Arizona students get less state money now than in 2008, study says
Arizona's results-based funding program gave low-income-area district and charter schools $14 million. Middle- and higher-income ones got $24 million.
Arizona cut more funding to K-12 public schools than any other state from 2008 to 2015, according to an analysis of spending nationwide.
And while it has restored some funding in more recent years, it has not fully restored what was cut.
Those are among the findings from a study published Wednesday by the Center on Budget and Policy Priorities, a Washington, D.C.-based left-leaning think tank, detailing state cuts to education funding between 2008 and 2015.
According to the study, Arizona during that time frame reduced state funding per student the most out of all states — by 36.6 percent.
The study found that 29 states spent less overall per student in 2015 than they did in 2008, when the recession hit.
SEE ALSO: How Arizona school funding works
But while Arizona reduced its education funding more than any other state between 2008 and 2015, it does not currently have the steepest decline. Arizona has added some funding in recent years, including through Proposition 123.
Arizona currently is spending 13.6 percent less per student in inflation-adjusted dollars in 2018 than it did in 2008, according to the study. Oklahoma currently has the largest gap, spending 28.2 percent less per student.
Michael Leachman, the center's director of state fiscal research, said states' cuts to education funding have resulted in "real and damaging consequences" to the nation's public schools, affecting classroom sizes, teacher quality and student services.
And in Arizona's case, Leachman said, the data "is certainly not suggesting that Arizona is recovering the cuts that have been made since the recession hit."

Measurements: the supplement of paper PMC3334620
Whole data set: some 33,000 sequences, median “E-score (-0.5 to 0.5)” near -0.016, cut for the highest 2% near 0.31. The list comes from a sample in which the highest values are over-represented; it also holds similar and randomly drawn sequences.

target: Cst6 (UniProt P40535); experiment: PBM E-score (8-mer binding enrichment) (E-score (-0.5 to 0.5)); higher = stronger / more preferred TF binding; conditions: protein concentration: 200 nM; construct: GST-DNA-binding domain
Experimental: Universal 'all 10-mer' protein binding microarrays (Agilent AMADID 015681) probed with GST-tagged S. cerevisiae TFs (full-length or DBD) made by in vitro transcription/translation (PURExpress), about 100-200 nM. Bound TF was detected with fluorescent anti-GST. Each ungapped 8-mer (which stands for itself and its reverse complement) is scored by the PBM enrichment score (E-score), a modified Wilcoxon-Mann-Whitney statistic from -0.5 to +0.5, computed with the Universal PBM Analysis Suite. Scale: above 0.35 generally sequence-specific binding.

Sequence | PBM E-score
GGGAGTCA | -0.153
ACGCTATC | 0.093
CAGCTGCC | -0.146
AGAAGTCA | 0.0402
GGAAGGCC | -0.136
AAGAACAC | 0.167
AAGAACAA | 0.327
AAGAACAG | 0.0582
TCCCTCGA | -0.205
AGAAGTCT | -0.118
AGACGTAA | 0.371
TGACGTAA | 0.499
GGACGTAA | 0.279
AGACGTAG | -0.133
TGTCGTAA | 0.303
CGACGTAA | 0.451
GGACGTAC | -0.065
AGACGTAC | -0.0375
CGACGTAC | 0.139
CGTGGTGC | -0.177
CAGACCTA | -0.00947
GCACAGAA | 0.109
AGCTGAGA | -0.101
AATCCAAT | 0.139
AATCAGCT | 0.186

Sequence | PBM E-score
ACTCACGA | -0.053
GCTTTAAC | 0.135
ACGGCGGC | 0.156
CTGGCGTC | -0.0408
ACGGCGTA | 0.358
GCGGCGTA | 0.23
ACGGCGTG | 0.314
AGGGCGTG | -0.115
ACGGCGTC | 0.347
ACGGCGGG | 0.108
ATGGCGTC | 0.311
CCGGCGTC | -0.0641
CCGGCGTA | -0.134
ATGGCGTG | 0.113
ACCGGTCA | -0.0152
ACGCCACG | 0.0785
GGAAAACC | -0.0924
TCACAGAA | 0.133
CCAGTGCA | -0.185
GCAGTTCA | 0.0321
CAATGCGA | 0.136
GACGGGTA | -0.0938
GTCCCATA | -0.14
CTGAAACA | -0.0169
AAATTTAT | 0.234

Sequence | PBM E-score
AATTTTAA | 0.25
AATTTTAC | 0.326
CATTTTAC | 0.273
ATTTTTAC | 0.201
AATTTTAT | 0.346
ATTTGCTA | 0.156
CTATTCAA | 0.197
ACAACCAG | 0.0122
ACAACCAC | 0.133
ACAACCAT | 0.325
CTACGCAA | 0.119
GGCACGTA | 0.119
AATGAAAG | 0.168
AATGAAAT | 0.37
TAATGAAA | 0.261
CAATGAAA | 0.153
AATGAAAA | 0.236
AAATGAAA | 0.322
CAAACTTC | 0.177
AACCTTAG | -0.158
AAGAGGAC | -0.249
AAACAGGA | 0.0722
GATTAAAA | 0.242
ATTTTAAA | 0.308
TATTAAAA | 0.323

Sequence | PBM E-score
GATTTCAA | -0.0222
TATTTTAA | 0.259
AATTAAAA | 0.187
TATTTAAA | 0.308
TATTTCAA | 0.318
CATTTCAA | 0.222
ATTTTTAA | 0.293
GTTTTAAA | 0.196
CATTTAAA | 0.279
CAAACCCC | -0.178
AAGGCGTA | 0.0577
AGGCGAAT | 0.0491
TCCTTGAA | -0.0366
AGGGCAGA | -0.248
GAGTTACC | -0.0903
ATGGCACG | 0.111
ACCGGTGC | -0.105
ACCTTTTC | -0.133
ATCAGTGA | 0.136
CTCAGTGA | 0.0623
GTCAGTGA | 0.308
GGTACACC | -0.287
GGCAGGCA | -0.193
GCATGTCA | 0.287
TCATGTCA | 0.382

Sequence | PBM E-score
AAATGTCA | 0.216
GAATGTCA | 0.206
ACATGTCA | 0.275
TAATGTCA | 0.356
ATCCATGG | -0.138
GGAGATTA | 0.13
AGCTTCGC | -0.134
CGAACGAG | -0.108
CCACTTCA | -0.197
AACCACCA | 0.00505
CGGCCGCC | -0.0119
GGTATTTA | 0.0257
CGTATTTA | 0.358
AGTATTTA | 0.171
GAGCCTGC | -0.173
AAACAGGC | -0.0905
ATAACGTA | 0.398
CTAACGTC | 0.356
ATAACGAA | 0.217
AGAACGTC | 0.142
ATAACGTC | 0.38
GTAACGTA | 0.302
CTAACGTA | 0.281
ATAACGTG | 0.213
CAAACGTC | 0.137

Ducey spokesman challenges study's conclusions
Daniel Scarpinato, spokesman for Republican Gov. Doug Ducey, questioned the study's findings. He said the study did not accurately provide context on the additional funding Arizona's public schools have received in recent years.
For example, state funding to Arizona schools has increased by $700 million since 2015, Scarpinato said.
Nearly half of that money — more than $300 million — is the result of voter approval of Proposition 123, which settled a longstanding lawsuit over the state not fully funding inflation during and after the recession.
Scarpinato also said per-pupil funding in Arizona has increased 10 percent since 2015.
"I don’t think we should be using liberal or conservative organizations for a barometer," he said. "We should be using the numbers and be looking at this objectively."
Arizona spent an inflation-adjusted $3,782 per student in 2015, compared to $4,157 per student in 2018, according to documents from the Joint Legislative Budget Committee.
Both figures are below what Arizona spent per student in 2008, according to the Center on Budge and Policy Priorities study and an analysis by The Arizona Republic.
Scarpinato added that while Arizona is making progress, "more definitely needs to be done" to improve schools' funding, and that it is a top priority for Ducey.
"That’s our focus: How do we drive up these numbers, and how do we make (education funding) whole again from what occurred during the Great Recession?" Scarpinato said.
Districts turn to bonds and overrides
Early returns show all 27 school bond and override measures in Maricopa County tilted toward approval.
Capital funding in Arizona, in particular, took one of the steepest cuts. That money, which pays for things such as new school buses, textbooks and school construction, is estimated to have been cut by about 85 percent for most schools.
The loss of state funding since the recession has driven many school districts to ask their local voters to offset some of the cuts by approving bonds and overrides, property-tax-funded measures that can be used for teacher pay and school maintenance.
Chuck Essigs, lobbyist for the Arizona Association of School Business Officials, said the study's findings on Arizona are "not anything new." But he said they reflect Arizonans' desire to add more dollars to the state's public-education system.
Arizonans from across the state harshly criticized political and education leaders at an Arizona Town Hall forum this month for what they perceived as a slow response in addressing the "emergency" and "crisis" regarding teacher pay.
Earlier in November, Maricopa County voters approved all 27 school bond and override measures — a rare feat of support for taxpayer-funded initiatives that previously have proven difficult to pass in some communities.
"To me, this is just a series of reports that are saying the same thing: We are having a crisis in Arizona in how we're funding our public schools," Essigs said. "Why can't the state of Arizona get the message?"